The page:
The ISFR 2017 shows that about 40% of the country’s forest cover is present in 9 large contiguous patches of the size of 10, 000 sq km or more. It also shows the total mangrove cover stands at 4,921 sq km and has shown an increase of 181 sq km. All the 12 mangrove states have shown a positive change in the mangrove cover, as compared to the last assessment. Mangrove ecosystem is rich in biodiversity and provides a number of ecological services.
The India State of Forest Report 2017 is the 15th such report in the series. The report for the first time contains information on decadal change in water bodies in forest during 2005-2015, forest fire, production of timber from outside forest, state wise carbon stock in different forest types and density classes.
The spatial information given in the report is based on interpretation of LISS-III data from Indian Remote Sensing satellite data (Resourcesat-II) with a spatial resolution of 23.5 meters. Satellite data for the entire country was procured from NRSC for the period October, 2015 – February, 2016.
“The satellite data interpretation is followed by rigorous ground truthing. In addition, extensive ground data collected by field parties at more than 18000 points all over the country and information from other collateral sources are also used to improve the accuracy of the interpreted image”, said the ministry after releasing the ISFR 2017.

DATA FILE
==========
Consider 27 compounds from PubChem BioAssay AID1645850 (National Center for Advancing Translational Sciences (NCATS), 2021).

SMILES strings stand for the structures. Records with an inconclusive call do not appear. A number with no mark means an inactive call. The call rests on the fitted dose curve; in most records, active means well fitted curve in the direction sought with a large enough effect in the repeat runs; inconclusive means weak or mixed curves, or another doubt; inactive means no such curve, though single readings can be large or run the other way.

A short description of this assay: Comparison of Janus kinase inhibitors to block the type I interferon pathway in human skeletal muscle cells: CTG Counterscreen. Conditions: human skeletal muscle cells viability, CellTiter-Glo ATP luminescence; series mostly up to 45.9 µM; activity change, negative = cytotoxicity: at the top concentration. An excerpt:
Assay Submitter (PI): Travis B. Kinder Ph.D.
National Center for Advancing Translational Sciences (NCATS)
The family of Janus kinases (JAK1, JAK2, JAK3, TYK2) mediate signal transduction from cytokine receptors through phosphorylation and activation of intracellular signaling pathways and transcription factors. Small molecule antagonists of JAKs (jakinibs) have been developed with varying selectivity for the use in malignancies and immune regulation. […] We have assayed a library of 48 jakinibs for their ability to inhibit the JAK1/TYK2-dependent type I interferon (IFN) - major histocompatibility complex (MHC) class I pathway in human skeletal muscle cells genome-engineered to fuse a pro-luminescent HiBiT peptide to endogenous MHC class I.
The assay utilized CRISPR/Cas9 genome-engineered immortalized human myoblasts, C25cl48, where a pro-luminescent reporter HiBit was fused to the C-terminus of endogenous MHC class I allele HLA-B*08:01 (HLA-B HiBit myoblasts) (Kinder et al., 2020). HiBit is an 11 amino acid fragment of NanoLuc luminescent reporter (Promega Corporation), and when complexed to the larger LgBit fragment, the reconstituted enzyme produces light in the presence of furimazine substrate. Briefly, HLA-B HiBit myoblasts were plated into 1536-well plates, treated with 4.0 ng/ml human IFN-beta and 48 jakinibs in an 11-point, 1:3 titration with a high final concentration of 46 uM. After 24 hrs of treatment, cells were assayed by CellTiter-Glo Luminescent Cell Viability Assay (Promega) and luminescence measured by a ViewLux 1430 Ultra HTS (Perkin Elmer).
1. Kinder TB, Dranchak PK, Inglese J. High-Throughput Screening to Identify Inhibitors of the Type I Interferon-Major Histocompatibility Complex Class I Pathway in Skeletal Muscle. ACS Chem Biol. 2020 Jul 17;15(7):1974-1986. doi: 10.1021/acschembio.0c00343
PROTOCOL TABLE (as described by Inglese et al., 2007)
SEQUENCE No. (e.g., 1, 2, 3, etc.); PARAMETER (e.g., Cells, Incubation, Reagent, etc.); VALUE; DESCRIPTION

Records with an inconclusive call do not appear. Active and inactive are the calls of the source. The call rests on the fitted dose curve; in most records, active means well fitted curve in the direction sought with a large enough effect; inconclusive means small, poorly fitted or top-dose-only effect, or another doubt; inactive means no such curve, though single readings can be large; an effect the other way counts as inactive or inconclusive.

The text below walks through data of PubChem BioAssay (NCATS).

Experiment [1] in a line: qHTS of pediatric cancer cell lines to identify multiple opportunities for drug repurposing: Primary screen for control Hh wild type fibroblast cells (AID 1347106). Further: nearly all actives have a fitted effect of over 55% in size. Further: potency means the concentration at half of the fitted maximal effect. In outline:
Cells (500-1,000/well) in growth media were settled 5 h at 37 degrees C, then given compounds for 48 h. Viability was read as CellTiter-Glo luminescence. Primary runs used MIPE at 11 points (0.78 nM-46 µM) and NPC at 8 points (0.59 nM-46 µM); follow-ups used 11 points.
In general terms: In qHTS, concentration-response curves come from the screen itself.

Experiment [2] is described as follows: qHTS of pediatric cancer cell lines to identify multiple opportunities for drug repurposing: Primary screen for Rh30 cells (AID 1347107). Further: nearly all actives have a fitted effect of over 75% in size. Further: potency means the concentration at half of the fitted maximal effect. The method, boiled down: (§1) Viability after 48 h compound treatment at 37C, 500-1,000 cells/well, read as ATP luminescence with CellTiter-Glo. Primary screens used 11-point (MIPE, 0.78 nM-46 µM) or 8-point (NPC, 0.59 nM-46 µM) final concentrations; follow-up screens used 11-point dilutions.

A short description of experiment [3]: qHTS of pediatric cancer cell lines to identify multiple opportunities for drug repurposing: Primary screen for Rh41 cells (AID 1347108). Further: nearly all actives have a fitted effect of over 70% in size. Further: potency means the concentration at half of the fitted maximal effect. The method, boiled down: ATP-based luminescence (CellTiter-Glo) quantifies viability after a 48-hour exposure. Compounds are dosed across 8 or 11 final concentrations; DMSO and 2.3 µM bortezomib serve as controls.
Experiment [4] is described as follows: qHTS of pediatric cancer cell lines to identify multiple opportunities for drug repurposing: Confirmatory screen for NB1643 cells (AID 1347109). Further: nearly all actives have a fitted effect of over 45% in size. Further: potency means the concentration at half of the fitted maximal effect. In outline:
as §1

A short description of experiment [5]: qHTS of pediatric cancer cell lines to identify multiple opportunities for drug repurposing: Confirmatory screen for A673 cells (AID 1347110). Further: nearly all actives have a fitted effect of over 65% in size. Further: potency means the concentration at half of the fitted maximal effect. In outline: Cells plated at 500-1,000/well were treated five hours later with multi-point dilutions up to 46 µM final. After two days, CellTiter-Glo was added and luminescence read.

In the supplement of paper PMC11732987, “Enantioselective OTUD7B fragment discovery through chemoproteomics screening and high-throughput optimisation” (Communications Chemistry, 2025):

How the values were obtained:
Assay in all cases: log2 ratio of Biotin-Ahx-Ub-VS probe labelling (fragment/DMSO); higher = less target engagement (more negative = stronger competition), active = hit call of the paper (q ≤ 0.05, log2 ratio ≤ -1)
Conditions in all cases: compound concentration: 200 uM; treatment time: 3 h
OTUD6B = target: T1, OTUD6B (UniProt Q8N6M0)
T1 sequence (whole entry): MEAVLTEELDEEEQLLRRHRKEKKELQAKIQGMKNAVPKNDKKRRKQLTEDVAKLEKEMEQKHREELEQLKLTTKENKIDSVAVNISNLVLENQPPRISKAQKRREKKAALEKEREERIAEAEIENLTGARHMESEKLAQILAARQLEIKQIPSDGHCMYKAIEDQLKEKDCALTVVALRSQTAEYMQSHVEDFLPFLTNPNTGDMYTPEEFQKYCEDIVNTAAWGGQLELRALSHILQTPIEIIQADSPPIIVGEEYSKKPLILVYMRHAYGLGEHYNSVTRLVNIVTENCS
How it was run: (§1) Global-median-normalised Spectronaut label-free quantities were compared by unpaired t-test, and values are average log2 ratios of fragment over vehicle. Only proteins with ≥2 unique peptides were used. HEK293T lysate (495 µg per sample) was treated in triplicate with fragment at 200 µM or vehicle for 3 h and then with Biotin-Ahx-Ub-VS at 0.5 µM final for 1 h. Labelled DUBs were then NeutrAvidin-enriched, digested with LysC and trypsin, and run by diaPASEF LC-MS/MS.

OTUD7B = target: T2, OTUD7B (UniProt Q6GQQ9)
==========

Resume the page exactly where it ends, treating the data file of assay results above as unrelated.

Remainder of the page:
Report shows that three states – Andhra Pradesh (2141 sq km), followed by Karnataka (1101 sq km) and Kerala (1043 sq km) – have shown the maximum increase in forest cover. On the other hand, forest cover in states like Mizoram, Nagaland, Arunachal Pradesh, Tripura and Meghalaya has decreased in 2017 as compared to 2015.
“Madhya Pradesh has the largest forest cover of 77,414 sq km in the country in terms of area, followed by Arunachal Pradesh with 66,964 sq km and Chhattisgarh (55,547 sq km). In terms of percentage of forest cover with respect to the total geographical area, Lakshadweep with (90.33%) has the highest forest cover, followed by Mizoram (86.27%) and Andaman & Nicobar Island (81.73%)”, the minister said while referring to the report.
He said, “Work has already started for preparing the ISFR 2019 and I am confident that the year 2019 would turn out to be a golden year in terms of recording increase in forest cover in the country”.
As far as water bodies are concerned, the report shows that there is net increase of 2,647 sq km in the extent of water bodies over the decade (2005-2015). In general, all states and UTs shown an increase except Arunachal Pradesh, Uttar Pradesh, Haryana and Goa. On the other hand, the states of Maharashtra, Gujarat, Madhya Pradesh, Telangana, Andhra Pradesh, Tamil Nadu and Karnataka show an increase of more than 100 sq km of water bodies over the decade.